Quantifying Mitochondrial and Plasma Membrane Potentials in Intact Pulmonary Arterial Endothelial Cells Based on Extracellular Disposition of Rhodamine Dyes

Document Type




Format of Original

11 p.

Publication Date



American Physiological Society

Source Publication

American Journal of Physiology: Lung Cellular and Molecular Physiology

Source ISSN


Original Item ID

doi: 10.1152/ajplung.00334.2010


Our goal was to quantify mitochondrial and plasma potential (Δψm and Δψp) based on the disposition of rhodamine 123 (R123) or tetramethylrhodamine ethyl ester (TMRE) in the medium surrounding pulmonary endothelial cells. Dyes were added to the medium, and their concentrations in extracellular medium ([Re]) were measured over time. R123 [Re] fell from 10 nM to 6.6 ± 0.1 (SE) nM over 120 min. TMRE [Re] fell from 20 nM to a steady state of 4.9 ± 0.4 nM after ∼30 min. Protonophore or high K+ concentration ([K+]), used to manipulate contributions of membrane potentials, attenuated decreases in [Re], and P-glycoprotein (Pgp) inhibition had the opposite effect, demonstrating the qualitative impact of these processes on [Re]. A kinetic model incorporating a modified Goldman-Hodgkin-Katz model was fit to [Re] vs. time data for R123 and TMRE, respectively, under various conditions to obtain (means ± 95% confidence intervals) Δψm (−130 ± 7 and −133 ± 4 mV), Δψp (−36 ± 4 and −49 ± 4 mV), and a Pgp activity parameter (KPgp, 25 ± 5 and 51 ± 11 μl/min). The higher membrane permeability of TMRE also allowed application of steady-state analysis to obtain Δψm (−124 ± 6 mV). The consistency of kinetic parameter values obtained from R123 and TMRE data demonstrates the utility of this experimental and theoretical approach for quantifying intact cell Δψm and Δψp. Finally, steady-state analysis revealed that although room air- and hyperoxia-exposed (95% O2 for 48 h) cells have equivalent resting Δψm, hyperoxic cell Δψm was more sensitive to depolarization with protonophore, consistent with previous observations of pulmonary endothelial hyperoxia-induced mitochondrial dysfunction.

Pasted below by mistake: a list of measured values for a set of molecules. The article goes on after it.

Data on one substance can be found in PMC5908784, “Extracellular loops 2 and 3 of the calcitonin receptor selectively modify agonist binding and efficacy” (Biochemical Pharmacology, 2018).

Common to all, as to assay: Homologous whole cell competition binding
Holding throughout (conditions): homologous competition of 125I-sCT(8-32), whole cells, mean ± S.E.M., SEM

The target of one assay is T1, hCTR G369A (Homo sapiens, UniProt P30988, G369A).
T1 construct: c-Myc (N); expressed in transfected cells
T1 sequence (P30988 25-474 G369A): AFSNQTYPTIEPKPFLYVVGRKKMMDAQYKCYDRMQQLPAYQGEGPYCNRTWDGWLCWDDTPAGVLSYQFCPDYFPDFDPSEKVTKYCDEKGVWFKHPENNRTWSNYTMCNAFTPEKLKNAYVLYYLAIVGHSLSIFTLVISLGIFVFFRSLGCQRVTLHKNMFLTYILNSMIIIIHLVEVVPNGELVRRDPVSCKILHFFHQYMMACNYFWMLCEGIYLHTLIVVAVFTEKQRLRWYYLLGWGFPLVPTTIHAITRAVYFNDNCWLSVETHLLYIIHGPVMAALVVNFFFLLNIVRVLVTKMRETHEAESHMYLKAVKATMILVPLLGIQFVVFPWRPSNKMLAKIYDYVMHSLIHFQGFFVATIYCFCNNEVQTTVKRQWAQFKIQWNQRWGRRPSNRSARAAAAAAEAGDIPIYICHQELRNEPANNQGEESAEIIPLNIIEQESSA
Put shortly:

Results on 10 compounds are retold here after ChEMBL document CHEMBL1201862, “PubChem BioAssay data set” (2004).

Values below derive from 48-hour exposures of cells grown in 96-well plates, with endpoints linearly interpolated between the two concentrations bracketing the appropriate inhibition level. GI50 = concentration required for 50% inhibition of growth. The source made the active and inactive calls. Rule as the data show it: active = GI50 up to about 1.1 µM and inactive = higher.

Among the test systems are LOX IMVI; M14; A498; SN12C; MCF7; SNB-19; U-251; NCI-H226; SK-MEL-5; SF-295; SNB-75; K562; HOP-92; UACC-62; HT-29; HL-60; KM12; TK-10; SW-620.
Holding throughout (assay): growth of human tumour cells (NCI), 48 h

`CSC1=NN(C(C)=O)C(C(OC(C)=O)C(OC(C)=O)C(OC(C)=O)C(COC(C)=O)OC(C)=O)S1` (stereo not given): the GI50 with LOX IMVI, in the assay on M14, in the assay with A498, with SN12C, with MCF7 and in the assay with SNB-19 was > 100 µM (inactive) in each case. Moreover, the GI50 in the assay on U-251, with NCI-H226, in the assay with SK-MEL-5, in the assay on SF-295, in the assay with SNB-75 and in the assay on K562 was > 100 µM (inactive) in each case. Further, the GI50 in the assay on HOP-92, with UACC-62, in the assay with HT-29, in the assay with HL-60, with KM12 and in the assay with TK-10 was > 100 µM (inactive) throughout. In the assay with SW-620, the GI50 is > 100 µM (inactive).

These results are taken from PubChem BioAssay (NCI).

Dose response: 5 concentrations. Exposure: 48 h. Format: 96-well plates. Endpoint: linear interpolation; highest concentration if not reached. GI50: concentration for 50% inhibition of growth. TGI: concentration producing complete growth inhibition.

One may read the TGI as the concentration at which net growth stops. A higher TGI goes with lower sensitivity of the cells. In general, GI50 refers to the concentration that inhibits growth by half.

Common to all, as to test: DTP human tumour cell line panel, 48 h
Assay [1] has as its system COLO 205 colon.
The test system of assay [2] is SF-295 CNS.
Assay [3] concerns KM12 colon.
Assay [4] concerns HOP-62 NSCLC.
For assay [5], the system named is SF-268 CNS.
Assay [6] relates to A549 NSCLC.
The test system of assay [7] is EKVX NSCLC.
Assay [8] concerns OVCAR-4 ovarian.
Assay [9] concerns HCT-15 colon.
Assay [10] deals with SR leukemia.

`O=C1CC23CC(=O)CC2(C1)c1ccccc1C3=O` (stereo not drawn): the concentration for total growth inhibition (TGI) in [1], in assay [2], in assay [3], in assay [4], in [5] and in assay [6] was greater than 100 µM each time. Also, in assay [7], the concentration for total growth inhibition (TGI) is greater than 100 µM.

American Journal of Physiology: Lung Cellular and Molecular Physiology, Vol. 300, No. 5 (2011): L762-L772. DOI.